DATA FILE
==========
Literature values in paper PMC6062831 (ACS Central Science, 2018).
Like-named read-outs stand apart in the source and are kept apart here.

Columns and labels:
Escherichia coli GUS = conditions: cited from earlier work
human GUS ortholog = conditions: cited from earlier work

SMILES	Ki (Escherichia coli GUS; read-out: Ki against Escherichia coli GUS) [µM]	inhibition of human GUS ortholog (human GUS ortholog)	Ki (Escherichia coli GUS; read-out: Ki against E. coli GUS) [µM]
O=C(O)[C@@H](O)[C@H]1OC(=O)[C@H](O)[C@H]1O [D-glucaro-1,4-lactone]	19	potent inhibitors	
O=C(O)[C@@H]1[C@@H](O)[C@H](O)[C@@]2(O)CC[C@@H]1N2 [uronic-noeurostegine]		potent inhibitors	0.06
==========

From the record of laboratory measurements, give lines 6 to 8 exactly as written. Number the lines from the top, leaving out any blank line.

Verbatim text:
SMILES	Ki (Escherichia coli GUS; read-out: Ki against Escherichia coli GUS) [µM]	inhibition of human GUS ortholog (human GUS ortholog)	Ki (Escherichia coli GUS; read-out: Ki against E. coli GUS) [µM]
O=C(O)[C@@H](O)[C@H]1OC(=O)[C@H](O)[C@H]1O [D-glucaro-1,4-lactone]	19	potent inhibitors	
O=C(O)[C@@H]1[C@@H](O)[C@H](O)[C@@]2(O)CC[C@@H]1N2 [uronic-noeurostegine]		potent inhibitors	0.06